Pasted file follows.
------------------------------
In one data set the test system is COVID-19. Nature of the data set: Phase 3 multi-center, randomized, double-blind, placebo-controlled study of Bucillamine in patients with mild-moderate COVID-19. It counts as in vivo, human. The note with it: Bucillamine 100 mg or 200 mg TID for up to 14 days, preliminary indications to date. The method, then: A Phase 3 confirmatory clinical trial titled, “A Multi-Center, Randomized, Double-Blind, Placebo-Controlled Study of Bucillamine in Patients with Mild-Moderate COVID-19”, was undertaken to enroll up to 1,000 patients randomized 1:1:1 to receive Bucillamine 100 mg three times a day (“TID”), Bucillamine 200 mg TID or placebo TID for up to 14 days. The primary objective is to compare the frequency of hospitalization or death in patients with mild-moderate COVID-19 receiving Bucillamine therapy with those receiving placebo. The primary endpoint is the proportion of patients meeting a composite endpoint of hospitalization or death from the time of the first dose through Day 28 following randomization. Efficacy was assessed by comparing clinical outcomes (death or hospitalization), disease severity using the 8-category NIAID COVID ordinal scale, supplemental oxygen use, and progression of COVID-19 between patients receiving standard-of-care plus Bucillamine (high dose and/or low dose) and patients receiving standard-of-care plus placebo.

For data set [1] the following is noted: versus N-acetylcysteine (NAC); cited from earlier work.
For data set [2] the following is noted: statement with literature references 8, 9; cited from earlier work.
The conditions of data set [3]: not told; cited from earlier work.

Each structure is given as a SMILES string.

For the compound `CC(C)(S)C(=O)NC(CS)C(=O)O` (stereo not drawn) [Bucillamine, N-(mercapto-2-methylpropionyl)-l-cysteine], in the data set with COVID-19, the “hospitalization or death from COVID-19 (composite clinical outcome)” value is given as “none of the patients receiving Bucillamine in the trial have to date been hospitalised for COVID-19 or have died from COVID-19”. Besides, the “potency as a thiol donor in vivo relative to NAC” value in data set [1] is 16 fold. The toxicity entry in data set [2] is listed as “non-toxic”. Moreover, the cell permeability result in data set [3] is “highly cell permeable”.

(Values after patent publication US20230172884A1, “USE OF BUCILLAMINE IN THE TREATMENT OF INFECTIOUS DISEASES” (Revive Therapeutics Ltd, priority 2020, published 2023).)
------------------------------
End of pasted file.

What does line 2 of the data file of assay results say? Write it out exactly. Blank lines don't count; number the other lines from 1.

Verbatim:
For data set [1] the following is noted: versus N-acetylcysteine (NAC); cited from earlier work.